Greek Revival in America

Latrobe brought from England influences of British Neoclassicism, and was able to combine it with styles introduced by Thomas Jefferson, to devise an American Greek Revival style. John Summerson described the Bank of Pennsylvania, as an example of how Latrobe "married English Neo-Classicism to Jeffersonian Neo-Classicism [and] ... from that moment, the classical revival in America took on a national form". The American form of Greek Revival architecture that Latrobe developed became associated with political ideals of democracy-meaning that was less apparent in Britain. The direct link between the Greek Revival and American democracy has been disputed by recent scholars such as W. Barksdale Maynard, who sees the Greek Revival as an international phenomenon.

Selected Works


When Latrobe began private practice in England, his first projects were alterations to existing houses, along with designing Hammerwood Park and also Ashdown House, East Sussex. Alterations done early in his career may have included Tanton Hall, Sheffield Park, Frimley, and Teston Hall, though these homes have since been altered and it is difficult now to isolate Latrobe's work in the current designs. His designs were simpler, than was typical at the time, and had influences of Robert Adam. Features in his designs often included Greek ionic, as used in Ashdown House, or doric columns, seen in Hammerwood Park, as part of the front porticos.

Latrobe continued to design houses after he emigrated to the United States, mostly using Greek Revival designs. Three House still stand that Latrobe designed. The Decatur House in Washington DC, Adena in Chillicothe, Ohio and the Pope Villa in Lexington, Kentucky. The Pope Villa in Lexington, Kentucky is one of only three extant Latrobe residences in the United States. As one of Latrobe's most avant-garde designs, the Pope Villa has national significance for its unique design. He also introduced Gothic Revival architecture to the United States, in designing the Sedgeley mansion. A theme seen in many of Latrobe's designs are plans with squarish-dimensions and a central, multi-story hall with a cupola to provide lighting, which was contrary to the popular trend of the time of building houses with long narrow plans.

The following is taken directly from: , researcher Pamela Scott, Library of Congress.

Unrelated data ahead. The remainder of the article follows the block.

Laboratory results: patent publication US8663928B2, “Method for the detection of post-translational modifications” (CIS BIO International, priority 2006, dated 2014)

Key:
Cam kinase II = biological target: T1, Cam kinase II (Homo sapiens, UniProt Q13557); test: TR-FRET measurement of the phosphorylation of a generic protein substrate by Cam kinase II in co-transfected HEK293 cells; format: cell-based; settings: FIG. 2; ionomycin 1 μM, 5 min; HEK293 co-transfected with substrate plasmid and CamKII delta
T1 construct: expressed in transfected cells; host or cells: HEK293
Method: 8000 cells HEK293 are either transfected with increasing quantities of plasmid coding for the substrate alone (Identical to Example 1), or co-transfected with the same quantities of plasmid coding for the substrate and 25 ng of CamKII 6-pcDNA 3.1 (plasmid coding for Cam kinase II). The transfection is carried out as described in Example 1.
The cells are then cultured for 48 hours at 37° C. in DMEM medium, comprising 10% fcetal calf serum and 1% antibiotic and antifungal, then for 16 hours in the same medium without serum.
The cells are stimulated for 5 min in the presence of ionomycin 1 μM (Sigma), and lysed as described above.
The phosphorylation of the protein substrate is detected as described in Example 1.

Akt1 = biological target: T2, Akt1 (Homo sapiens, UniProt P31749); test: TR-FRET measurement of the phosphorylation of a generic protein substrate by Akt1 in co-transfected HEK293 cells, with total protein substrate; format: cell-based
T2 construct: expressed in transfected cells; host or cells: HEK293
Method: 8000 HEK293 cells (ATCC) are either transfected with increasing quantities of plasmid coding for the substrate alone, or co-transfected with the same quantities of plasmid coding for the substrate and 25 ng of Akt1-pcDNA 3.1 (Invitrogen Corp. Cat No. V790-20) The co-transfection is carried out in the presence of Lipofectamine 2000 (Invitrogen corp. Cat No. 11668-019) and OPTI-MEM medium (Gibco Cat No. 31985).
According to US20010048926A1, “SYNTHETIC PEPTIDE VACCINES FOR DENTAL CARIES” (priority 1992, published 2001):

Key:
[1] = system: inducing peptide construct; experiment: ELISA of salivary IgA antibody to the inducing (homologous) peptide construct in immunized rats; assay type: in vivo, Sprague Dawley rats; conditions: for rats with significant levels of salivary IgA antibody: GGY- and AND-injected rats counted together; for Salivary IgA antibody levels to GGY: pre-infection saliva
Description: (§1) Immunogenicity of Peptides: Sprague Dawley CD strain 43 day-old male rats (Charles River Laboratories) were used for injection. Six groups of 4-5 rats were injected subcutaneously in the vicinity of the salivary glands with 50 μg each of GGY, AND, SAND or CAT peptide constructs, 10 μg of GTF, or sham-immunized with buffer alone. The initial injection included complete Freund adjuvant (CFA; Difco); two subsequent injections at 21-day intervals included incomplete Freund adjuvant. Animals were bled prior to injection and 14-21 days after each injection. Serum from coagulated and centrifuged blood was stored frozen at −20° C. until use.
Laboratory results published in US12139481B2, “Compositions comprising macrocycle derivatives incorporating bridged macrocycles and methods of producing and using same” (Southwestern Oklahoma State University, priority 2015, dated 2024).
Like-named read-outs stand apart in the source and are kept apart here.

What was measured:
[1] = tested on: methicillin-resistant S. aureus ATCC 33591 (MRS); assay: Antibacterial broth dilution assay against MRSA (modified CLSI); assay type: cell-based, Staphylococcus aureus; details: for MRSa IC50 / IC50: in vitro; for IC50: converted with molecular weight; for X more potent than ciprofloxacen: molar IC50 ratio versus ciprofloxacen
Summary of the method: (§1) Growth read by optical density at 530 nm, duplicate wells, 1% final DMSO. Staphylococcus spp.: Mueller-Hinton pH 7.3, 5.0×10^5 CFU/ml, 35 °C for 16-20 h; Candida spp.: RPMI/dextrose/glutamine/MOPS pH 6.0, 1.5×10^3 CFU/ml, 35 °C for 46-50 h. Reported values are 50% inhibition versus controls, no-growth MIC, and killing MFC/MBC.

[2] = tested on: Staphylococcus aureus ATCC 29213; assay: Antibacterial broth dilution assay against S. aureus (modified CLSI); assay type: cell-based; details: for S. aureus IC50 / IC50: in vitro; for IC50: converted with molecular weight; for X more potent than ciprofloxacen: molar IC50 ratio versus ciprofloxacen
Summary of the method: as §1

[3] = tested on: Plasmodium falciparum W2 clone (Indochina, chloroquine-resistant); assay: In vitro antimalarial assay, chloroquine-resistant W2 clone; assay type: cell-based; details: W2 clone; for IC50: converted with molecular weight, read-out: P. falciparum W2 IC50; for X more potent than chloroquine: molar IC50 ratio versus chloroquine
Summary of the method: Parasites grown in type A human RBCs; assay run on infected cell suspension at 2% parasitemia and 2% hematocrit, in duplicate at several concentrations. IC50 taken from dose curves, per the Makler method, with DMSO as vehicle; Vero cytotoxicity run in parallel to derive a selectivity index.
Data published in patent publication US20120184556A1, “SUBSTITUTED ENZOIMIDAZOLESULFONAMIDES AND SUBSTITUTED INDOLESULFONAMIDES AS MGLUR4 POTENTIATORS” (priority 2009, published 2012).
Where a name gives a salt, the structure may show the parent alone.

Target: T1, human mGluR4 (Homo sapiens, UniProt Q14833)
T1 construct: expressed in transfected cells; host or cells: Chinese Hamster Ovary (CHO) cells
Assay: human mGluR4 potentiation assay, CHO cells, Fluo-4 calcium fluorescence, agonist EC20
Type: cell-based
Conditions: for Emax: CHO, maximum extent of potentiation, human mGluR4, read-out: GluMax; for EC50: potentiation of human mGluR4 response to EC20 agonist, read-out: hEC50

Image: Library of Congress/Pubic Domain
B. Henry Latrobe, architect. Entrance Hall, Commodore Stephen Decatur House, 748 Jackson Place, N.W., Washington, D.C. Plan, elevations, and section. Graphite, ink, wash, and watercolor on paper. 1818.

Image: Wiki Commons/AgnosticPreachersKid
The Decatur House, a National Historic Landmark, on Jackson Place in Lafayette Park, Washington, D.C.

"Latrobe's drawings of his residential works, both executed and proposed, form the basis for their in-depth study, as only four of his American houses survive. The best known of these is the cubic house he designed for Stephen Decatur (1817-8) facing Lafayette Square (ADE - UNIT 2558). The relationship between Latrobe's drawings and buildings is succinctly demonstrated by his drawing for the Decatur House vestibule: his ability to convey the three-dimensional spatial quality of architecture simultaneously with the physicality of architectural form. The excitement of Latrobe's drawings is that they record with immediacy and beauty the process of his architectural thought, the transference of ideas to paper complete with information for the next step in the process, the means both visual and written to accomplish construction by artisans.

No other American architect of Latrobe's generation left such a rich graphic legacy of domestic architecture of the federal period, albeit drawings for some of his Washington houses, such as that for John P. Van Ness, formerly located at the northwest corner of Constitution and 17th Streets, are unfortunately lost, while those for some of his unexecuted designs survive (John Tayloe House, ADE - UNIT 2886). Latrobe's sophisticated command of small-scale architectural forms and imaginative domestic arrangements were unsurpassed in his day, and arguably stand near the acme of American residential design. Latrobe's considerable influence on contemporary builders and architects was particularly strong in Georgetown and Washington, where even details as simple as his sunken circular molding to terminate lintels that extend beyond the window or door openings (bull's-eye lintels) were widely copied (HABS DC-16, sheet 5 of 5 and HABS - DC, WASH, 28-24)."

For More Information:

List of works by Benjamin Henry Latrobe

Architect Index